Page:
PITTSBURGH,None — Cherrie Mahan was 8 when she vanished from a bus stop near her home in Butler County.
A picture of the smiling, brown-haired girl would be the first featured on direct-mail fliers like those now sent weekly to tens of millions of U.S. homes with a simple message: "Have you seen me?"
Monday marks 25 years since Cherrie disappeared.
Although she's never been found, the fliers are credited with helping to recover 149 other missing children, according to the National Center for Missing & Exploited Children.
The idea for the fliers came after advertising executive Vincent Giuliano, who worked for marketer Advo Inc. in Windsor, Conn., saw a 1984 television movie about the 1981 murder of 6-year-old Adam Walsh, who had been abducted from a Florida shopping mall.
Cherrie was chosen for the first flier, in May 1985, because there were enough details about her case that the center figured someone had to know something, Giuliano said.
The third-grader got off her school bus the afternoon of Feb. 22, 1985, in Winfield Township, a rural Butler Co. community 20 miles north of Pittsburgh.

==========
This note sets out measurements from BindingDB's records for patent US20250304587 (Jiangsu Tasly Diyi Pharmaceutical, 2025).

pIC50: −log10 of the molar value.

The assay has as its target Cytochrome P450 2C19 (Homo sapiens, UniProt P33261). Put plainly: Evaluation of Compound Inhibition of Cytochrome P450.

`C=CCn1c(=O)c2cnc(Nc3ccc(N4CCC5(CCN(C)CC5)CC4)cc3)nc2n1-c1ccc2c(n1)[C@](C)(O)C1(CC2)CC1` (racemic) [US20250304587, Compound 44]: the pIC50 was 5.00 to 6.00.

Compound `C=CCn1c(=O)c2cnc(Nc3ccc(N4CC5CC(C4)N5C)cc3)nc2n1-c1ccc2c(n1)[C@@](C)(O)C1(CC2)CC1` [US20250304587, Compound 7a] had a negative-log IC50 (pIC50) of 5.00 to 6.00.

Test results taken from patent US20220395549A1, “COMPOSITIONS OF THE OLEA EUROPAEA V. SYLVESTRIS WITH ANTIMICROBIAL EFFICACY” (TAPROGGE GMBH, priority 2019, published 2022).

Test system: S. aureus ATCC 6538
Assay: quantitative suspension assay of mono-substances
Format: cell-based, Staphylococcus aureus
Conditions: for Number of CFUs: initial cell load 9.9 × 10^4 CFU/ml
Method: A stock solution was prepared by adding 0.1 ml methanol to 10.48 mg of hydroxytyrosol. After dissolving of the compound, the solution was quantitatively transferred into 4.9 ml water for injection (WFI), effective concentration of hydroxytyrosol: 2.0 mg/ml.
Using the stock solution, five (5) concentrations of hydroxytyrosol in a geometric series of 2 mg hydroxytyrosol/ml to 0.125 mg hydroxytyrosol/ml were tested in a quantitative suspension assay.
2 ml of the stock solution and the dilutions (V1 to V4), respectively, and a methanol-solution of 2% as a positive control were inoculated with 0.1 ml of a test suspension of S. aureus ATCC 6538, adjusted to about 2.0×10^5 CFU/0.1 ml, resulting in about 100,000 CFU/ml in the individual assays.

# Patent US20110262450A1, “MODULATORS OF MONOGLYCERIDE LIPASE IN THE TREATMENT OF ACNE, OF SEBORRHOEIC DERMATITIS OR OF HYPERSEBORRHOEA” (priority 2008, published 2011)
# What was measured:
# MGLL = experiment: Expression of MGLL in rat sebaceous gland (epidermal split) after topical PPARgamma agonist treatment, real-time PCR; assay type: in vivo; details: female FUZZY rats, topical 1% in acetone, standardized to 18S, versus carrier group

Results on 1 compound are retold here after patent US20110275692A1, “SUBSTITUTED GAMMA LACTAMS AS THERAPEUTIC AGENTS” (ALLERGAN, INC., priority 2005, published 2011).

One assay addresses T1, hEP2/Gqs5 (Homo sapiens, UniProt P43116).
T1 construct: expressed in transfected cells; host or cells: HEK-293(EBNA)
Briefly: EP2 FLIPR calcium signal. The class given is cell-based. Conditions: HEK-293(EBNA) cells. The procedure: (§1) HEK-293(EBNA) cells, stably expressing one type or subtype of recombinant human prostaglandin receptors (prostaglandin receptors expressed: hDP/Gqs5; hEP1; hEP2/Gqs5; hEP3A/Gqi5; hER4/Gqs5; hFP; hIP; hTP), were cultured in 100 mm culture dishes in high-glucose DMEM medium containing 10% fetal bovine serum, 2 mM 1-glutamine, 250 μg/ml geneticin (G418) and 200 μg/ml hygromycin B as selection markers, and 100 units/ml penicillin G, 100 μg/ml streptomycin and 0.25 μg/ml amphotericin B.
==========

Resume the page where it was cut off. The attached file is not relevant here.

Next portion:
A driver saw Cherrie get off and noticed a bluish-green van with a painting of a mountain and a skier on it was behind the bus. As the bus stopped to allow traffic to pass after driving down the road a bit farther, the van had disappeared
Cherrie's stepfather told police he had let her walk the short distance home because it was a nice day. When she didn't arrive, he went to the bus stop 10 minutes later and saw tire prints but no Cherrie.
Giuliano said it's "so bewildering" that someone who knows something about the case hasn't come forward.
Telephone calls to Cherrie's mother, Janice McKinney, were not returned.
While Cherrie's case serves as a sober reminder that not every missing child is found, the flier program has had success and gives hope.
More than half the 2,100 children featured on the fliers have been found through other means, such as police investigations or other groups posting pictures of them.
By 1990, the recovery rate for missing children was 62 percent. But now, partly because of the fliers and new technology such as Amber Alerts to spread information quickly, it's 97 percent, said Ernie Allen, president of the National Center for Missing & Exploited Children.
"But the ones you don't find, the ones that don't come home, are the ones that haunt you forever," he said. "Cherrie will always have a special place in our heart. And we don't close these files."